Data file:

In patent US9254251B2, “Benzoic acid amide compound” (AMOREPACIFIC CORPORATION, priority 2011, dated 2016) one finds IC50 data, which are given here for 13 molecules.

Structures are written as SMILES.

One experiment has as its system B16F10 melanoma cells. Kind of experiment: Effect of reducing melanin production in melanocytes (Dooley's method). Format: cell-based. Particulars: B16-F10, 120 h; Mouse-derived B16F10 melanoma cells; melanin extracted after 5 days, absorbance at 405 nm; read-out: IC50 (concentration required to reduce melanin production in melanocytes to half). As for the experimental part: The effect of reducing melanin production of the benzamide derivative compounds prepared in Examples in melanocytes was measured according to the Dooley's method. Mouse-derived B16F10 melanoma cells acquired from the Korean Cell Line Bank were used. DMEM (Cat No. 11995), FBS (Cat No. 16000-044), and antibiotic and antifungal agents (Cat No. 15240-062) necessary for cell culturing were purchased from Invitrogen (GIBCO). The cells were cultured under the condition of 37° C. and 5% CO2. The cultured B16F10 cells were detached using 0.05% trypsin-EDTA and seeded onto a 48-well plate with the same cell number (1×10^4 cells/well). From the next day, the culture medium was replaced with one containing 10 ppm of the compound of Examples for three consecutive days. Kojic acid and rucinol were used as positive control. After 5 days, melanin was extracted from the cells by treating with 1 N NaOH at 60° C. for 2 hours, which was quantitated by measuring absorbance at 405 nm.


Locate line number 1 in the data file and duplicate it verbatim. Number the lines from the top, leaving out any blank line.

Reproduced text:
In patent US9254251B2, “Benzoic acid amide compound” (AMOREPACIFIC CORPORATION, priority 2011, dated 2016) one finds IC50 data, which are given here for 13 molecules.